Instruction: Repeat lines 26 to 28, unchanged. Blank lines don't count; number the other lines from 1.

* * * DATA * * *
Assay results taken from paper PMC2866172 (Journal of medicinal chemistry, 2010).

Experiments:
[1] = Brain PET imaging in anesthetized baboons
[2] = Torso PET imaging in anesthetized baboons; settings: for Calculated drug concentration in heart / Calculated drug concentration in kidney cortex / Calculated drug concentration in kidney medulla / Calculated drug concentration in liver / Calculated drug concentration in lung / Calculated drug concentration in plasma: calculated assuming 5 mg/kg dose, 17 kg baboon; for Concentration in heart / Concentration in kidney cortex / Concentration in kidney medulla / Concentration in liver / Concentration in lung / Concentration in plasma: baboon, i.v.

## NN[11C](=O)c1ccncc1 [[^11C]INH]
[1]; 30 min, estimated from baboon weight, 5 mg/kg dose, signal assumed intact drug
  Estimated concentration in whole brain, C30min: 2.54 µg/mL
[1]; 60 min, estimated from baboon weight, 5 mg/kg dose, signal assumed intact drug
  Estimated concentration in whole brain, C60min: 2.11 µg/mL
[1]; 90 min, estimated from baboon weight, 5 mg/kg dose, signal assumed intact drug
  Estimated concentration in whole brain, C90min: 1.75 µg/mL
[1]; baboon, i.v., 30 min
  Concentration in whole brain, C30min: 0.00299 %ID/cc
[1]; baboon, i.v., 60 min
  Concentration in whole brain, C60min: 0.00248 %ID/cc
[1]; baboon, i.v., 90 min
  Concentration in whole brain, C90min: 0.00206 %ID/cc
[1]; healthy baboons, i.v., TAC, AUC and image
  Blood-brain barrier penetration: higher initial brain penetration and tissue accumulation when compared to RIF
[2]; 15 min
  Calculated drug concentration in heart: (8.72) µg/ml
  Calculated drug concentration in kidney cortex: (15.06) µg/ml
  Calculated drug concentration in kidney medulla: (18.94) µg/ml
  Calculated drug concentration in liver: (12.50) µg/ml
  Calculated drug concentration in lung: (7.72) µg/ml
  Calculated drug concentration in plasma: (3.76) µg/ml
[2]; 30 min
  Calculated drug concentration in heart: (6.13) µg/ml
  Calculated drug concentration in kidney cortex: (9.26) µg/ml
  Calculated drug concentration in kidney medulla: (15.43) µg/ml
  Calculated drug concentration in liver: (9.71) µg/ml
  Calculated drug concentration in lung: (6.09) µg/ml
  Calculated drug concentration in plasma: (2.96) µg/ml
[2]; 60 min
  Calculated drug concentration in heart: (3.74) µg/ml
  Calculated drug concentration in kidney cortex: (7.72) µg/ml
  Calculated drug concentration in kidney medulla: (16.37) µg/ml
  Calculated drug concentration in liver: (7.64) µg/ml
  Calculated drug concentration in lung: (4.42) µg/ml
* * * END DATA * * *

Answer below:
  Calculated drug concentration in plasma: (3.76) µg/ml
[2]; 30 min
  Calculated drug concentration in heart: (6.13) µg/ml